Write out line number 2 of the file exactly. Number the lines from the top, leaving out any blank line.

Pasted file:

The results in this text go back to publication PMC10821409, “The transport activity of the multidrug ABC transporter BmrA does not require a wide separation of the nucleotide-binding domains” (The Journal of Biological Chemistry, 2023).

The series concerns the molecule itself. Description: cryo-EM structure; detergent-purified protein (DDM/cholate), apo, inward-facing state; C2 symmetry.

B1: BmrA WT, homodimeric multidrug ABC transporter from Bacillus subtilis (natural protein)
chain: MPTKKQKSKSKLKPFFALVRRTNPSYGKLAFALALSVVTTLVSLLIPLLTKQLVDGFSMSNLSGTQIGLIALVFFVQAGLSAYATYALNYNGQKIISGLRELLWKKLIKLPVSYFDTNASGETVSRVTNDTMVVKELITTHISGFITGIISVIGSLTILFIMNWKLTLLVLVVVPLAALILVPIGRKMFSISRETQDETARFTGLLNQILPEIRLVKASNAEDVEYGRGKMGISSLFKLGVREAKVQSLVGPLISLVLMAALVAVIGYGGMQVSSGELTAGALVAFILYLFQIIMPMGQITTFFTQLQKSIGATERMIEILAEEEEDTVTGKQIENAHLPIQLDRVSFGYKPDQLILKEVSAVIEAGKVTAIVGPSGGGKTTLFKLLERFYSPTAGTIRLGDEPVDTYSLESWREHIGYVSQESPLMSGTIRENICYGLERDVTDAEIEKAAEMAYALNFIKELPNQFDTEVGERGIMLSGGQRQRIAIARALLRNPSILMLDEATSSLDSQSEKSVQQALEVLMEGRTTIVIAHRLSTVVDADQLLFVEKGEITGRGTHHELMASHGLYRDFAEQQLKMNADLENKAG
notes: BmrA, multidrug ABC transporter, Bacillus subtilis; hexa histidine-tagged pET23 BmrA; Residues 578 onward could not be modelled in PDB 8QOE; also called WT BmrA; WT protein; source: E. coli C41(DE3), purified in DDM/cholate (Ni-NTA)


The series concerns the molecule itself. Description: cryo-EM structure; detergent-purified protein (DDM/cholate), apo, inward-facing state; C2 symmetry.